By Bernie Becker - 05/25/12 04:22 PM EDT
Postal officials have urged the House to act quickly to pass a reform bill, with the agency having already lost some $6.5 billion this fiscal year.
USPS has said that, without congressional action, it will default on $11 billion worth of prepayments for retiree healthcare that are currently due before the end of September.
The Senate passed a bipartisan postal reform bill in April. But the House has not moved the proposal from Issa and Ross to the floor, even though it passed the Oversight panel in October.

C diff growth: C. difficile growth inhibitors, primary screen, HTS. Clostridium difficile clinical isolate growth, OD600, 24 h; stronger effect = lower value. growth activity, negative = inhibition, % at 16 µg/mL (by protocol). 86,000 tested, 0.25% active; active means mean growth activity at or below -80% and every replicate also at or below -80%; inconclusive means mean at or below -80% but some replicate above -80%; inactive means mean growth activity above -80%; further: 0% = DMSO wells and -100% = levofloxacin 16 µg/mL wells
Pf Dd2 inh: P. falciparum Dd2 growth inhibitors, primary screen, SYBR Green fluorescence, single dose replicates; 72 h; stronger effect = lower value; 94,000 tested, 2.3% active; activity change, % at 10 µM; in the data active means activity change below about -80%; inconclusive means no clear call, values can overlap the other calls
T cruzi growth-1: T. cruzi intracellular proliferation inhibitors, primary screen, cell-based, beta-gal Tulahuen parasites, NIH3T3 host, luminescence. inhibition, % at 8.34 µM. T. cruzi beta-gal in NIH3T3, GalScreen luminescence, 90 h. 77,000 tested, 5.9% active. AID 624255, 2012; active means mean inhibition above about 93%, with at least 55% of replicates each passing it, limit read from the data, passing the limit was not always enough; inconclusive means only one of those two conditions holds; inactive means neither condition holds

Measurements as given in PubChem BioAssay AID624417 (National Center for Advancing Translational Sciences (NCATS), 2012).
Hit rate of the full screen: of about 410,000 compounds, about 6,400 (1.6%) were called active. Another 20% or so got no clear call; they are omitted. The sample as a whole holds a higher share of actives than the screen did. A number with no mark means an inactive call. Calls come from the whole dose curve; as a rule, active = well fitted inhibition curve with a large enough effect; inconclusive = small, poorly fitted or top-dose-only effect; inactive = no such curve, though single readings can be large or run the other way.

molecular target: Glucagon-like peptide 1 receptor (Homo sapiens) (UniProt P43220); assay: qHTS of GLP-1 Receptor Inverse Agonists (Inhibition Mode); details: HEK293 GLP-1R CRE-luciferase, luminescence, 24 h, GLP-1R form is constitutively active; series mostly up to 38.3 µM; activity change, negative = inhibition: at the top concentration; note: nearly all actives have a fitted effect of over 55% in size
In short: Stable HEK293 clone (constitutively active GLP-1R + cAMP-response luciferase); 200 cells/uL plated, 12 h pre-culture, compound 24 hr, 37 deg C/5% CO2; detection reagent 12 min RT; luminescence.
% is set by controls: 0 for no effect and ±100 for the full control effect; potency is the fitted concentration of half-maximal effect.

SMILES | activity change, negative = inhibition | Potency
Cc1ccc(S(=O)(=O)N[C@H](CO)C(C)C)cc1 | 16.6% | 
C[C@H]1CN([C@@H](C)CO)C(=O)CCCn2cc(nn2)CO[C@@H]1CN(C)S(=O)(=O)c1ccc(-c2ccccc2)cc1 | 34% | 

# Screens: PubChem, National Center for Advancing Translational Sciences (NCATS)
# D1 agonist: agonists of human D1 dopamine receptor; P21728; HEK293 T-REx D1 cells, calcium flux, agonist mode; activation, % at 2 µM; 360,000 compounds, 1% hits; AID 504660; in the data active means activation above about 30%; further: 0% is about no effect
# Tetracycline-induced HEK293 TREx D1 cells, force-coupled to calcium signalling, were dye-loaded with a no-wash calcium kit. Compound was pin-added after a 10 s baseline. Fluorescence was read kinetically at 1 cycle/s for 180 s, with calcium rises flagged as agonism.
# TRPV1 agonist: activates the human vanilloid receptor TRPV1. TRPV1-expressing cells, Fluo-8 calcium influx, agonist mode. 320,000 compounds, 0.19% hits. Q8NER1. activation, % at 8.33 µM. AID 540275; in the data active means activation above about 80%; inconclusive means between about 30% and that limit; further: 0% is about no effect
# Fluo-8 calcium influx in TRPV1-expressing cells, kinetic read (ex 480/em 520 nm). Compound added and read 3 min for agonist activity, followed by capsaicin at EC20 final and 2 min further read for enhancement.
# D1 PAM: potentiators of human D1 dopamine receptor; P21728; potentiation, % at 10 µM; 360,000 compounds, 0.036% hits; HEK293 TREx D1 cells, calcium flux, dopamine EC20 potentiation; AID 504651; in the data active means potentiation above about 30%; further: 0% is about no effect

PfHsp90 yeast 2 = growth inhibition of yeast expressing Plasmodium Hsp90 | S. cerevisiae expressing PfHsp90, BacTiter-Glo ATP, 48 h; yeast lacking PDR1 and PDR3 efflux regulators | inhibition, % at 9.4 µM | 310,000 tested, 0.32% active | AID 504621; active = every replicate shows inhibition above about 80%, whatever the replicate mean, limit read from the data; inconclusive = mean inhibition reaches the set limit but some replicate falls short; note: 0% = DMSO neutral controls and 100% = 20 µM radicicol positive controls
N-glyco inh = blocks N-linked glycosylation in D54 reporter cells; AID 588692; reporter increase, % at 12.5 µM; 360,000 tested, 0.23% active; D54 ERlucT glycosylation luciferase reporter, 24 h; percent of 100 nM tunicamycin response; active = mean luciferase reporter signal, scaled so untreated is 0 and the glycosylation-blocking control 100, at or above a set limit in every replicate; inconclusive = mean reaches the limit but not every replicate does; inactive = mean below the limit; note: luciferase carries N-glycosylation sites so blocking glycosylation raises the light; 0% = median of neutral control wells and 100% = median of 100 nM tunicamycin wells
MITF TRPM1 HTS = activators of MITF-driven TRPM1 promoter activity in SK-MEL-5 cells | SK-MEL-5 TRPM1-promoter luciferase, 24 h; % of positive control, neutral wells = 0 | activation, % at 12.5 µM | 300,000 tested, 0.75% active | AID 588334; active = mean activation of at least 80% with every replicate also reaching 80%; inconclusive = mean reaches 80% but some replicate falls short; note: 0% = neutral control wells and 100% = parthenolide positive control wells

Issa and Ross are working with Rep. Adrian Smith (R-Neb.) and other rural Republicans to ensure the bill causes as little trouble as possible for rural postal customers.
For their part, House Democrats interested in postal matters have said they don’t believe Republicans have the votes right now for their preferred option.
If the GOP plan did pass the House, it would also need to be reconciled with the Senate bill.
The House proposal would allow USPS to move more swiftly to end Saturday delivery, and would empower a commission modeled after the military’s Base Closure and Realignment Commission (BRAC) task force to come up with a plan for consolidating post offices.
On the other side of the Capitol, the Senate has voted to keep Saturday delivery for at least two years, and to allow USPS to use a retirement fund overpayment to incentivize workers into retirement.
The bill would also relieve some of the pressure from the mandated healthcare prepayments.